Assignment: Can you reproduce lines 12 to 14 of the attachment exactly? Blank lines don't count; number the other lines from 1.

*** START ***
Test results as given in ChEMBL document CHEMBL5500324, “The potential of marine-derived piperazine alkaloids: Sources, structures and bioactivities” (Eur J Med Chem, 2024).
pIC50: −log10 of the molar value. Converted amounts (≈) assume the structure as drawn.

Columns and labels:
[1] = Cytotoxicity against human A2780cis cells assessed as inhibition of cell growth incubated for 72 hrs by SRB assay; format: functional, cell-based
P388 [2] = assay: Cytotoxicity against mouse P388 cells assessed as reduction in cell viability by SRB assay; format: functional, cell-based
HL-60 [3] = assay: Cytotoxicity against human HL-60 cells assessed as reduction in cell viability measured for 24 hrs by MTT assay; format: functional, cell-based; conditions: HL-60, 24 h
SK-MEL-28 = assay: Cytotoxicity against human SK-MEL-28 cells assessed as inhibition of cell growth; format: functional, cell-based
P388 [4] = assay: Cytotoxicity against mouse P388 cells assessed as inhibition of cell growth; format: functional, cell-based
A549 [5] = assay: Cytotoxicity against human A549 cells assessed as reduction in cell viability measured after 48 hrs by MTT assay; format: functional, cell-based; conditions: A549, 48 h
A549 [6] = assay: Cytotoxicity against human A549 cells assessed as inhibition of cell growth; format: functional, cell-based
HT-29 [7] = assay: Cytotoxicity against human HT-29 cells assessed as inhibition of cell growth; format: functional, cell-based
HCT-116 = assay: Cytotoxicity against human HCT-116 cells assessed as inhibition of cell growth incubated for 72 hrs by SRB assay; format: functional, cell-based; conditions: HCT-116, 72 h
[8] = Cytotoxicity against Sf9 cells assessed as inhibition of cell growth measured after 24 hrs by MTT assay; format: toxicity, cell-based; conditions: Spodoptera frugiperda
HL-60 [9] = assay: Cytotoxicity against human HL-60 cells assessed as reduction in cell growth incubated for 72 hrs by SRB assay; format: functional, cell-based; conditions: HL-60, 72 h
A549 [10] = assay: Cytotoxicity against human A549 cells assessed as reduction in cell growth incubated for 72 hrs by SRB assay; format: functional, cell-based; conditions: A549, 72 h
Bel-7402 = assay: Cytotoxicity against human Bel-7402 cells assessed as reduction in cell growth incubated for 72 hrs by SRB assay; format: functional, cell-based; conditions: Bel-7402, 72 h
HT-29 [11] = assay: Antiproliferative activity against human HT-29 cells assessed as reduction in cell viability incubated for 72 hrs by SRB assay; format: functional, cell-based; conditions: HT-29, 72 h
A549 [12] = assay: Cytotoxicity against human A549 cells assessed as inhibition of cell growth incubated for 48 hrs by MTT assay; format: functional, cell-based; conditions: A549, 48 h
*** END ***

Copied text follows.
HCT-116 = assay: Cytotoxicity against human HCT-116 cells assessed as inhibition of cell growth incubated for 72 hrs by SRB assay; format: functional, cell-based; conditions: HCT-116, 72 h
[8] = Cytotoxicity against Sf9 cells assessed as inhibition of cell growth measured after 24 hrs by MTT assay; format: toxicity, cell-based; conditions: Spodoptera frugiperda
HL-60 [9] = assay: Cytotoxicity against human HL-60 cells assessed as reduction in cell growth incubated for 72 hrs by SRB assay; format: functional, cell-based; conditions: HL-60, 72 h